Posts Tagged With: ancient Rome

Caligula by Douglas Jackson (Transworld Book Group)

Title: Caligula (Roman Trilogy 1)
Douglas Jackson
First Published:
Feb 2009
No. of pages:496

Rating: 4/5

Synopsis (back cover):
Rufus, a young slave, grows up far from the corruption of the imperial court. He is a trainer of animals for the gladiatorial arena. But when Caligula wants a keeper for the emperor’s elephant, Rufus is bought from his owner and taken to the palace.

Life at court is dictated by Caligula’s ever shifting moods. He is as generous as he is cruel – a megalomaniac who declares himself a living god and simultaneously lives in constant fear of plots against his life. His paranoia is not misplaced however; intrigue permeates his court, and Rufus will find himself unwittingly at the centre of a conspiracy to assassinate the emperor.

Fans of intrigue, action and historical drama will all be thrilled by the first novel in the Romans trilogy by Douglas Jackson. From the first sentence, the reader is totally immersed in the unfolding drama – once can almost taste the paranoia dripping from each page as it is turned.

Caligula’s sadistic tendencies, even as a child, are quickly revealed, but so is the constant fear with which he lives and I, very surprisingly, found that on occasion, I actually felt some sympathy for him – I wasn’t prepared for that and it was a refreshing change. Rufus, and his friendship with Cupido, were written with such devotion that one could almost believe the author was writing about close friends of his own, such was the realism of both their characters and their relationship. As for Bersheba, the emperor’s elephant, she has such character that it’s no stretch of the imagination to feel her presence and hear her huffing breath as one reads – she’s right there beside you.

There’s excitement by the barrel load and the roar of the crowds in the arena is almost palpable, along with the stench of the animals and the stink of sweat and blood. It’s a vividly recreated world that one feels could almost be touched. It’s not just a story, it’s an experience.

I highly recommend this novel and am champing at the bit to read the rest of the trilogy.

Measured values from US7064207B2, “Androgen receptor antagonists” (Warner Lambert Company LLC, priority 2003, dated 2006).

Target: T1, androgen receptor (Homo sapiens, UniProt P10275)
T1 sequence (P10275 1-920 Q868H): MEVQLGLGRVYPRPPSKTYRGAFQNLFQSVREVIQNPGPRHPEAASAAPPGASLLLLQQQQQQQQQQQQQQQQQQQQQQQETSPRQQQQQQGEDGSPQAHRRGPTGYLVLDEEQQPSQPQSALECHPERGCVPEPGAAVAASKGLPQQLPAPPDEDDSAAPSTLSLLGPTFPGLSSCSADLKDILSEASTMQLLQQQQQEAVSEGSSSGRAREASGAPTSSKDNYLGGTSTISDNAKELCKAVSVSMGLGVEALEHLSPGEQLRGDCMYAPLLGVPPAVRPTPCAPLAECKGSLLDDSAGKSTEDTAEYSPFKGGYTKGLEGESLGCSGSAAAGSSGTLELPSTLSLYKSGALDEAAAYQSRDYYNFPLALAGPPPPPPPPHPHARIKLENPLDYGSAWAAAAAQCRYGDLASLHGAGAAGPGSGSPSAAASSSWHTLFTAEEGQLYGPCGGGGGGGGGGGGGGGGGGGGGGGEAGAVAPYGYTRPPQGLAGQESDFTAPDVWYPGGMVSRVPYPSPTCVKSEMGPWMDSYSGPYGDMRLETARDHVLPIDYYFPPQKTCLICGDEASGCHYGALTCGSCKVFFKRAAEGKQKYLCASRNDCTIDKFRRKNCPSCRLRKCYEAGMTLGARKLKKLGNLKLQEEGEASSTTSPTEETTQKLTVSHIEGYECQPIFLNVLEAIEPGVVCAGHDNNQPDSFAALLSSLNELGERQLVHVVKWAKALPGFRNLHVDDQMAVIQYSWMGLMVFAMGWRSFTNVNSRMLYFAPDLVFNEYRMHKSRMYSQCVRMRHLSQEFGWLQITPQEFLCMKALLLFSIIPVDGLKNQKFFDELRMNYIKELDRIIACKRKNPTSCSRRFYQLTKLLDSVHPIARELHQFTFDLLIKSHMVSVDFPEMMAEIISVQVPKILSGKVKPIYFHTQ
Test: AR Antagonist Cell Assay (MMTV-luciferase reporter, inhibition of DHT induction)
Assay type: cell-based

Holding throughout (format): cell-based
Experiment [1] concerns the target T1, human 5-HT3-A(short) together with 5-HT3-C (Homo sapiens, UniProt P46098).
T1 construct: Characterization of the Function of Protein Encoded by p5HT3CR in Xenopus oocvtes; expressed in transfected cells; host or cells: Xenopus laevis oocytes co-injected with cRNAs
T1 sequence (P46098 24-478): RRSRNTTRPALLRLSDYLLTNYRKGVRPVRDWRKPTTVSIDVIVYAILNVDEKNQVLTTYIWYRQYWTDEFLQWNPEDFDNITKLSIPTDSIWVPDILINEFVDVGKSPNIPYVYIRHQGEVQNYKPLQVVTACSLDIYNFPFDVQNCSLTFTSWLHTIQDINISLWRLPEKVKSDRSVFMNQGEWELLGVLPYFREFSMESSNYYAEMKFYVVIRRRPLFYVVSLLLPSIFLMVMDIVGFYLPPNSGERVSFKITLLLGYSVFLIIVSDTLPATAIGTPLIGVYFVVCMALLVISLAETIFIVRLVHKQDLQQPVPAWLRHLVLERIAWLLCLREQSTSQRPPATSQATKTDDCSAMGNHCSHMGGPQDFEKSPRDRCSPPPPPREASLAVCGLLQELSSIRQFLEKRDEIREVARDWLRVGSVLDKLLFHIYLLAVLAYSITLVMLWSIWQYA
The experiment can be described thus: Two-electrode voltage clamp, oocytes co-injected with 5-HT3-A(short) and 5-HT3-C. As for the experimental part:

Review by Kell Smurthwaite

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Cleopatra’s Daughter by Michelle Moran

Cleo's Daughter

Title: Cleopatra’s Daughter
Michelle Moran

Synopsis (from Amazon):
Following Cleopatra and Marc Antony’s deaths, their three children – twins named Alexander and Selene plus a younger son named Ptolemy – are exiled from Egypt and sent to Rome in chains to be raised in one of the most fascinating (and dangerous) courts of all time. Cleopatra’s Daughter is the remarkable true story of what happens to these three surviving children as seen through the eyes of Selene. Their adaptation to Roman culture, their treatment as both a curiosity and a threat, and Selene’s perilous journey to adulthood, are all chronicled in the elegant detail and gripping pace for which Michelle Moran is celebrated.

I’ve always been a fan of historical novels set in ancient Rome, but seldom have I enjoyed one as much as this. From start to finish, this meticulously researched novel is filled to the brim with characters and settings so richly depicted that one could almost believe one was right there experiencing the action with the narrator, Kleopatra Selene (known as Selene), daughter of possibly the most famous female ruler in history.

There is a real sense of danger and intrigue throughout the plot that kept me on the edge of the seat and made it very difficult for me to put down the book in between reading sessions – I always found myself, while doing other things, wondering about the characters and what could possibly happen next. And I was kept guessing – the mystery of The Red Eagle; the romantic feelings of Selene and also of her brother, Alexander Helios; there was always something happening that had me gagging to find out more!

The sights, smells, tastes, fashions, architecture and social strata of ancient Rome are laid out like a feast for the senses and I truly felt I was devouring this novel which, when finished, felt incredibly satisfying and complete, yet had me hankering after further research into the characters and their circumstances on my own part. After doing so, and discovering just how much of the story is based on historical fact, I am even more impressed.

If you’re a fan of historical fiction, this is a must-have addition to your personal library – get it, read it, love it, then go out and get hold of anything else you can find by the author!

Rating: 9/10

Reviewed by Kell Smurthwaite

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